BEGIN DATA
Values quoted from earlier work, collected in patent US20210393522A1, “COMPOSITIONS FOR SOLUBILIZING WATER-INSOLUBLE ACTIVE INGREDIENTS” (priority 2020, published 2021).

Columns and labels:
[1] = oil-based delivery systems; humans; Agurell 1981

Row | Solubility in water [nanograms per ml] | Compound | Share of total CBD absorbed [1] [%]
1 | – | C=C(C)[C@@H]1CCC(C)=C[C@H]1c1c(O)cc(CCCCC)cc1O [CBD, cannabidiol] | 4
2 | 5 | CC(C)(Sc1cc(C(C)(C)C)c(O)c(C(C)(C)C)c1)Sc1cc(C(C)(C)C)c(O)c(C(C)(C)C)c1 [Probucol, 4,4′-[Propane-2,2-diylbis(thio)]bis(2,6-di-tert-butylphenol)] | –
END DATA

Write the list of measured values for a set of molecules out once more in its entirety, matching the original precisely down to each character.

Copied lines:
Values quoted from earlier work, collected in patent US20210393522A1, “COMPOSITIONS FOR SOLUBILIZING WATER-INSOLUBLE ACTIVE INGREDIENTS” (priority 2020, published 2021).

Columns and labels:
[1] = oil-based delivery systems; humans; Agurell 1981

Row | Solubility in water [nanograms per ml] | Compound | Share of total CBD absorbed [1] [%]
1 | – | C=C(C)[C@@H]1CCC(C)=C[C@H]1c1c(O)cc(CCCCC)cc1O [CBD, cannabidiol] | 4
2 | 5 | CC(C)(Sc1cc(C(C)(C)C)c(O)c(C(C)(C)C)c1)Sc1cc(C(C)(C)C)c(O)c(C(C)(C)C)c1 [Probucol, 4,4′-[Propane-2,2-diylbis(thio)]bis(2,6-di-tert-butylphenol)] | –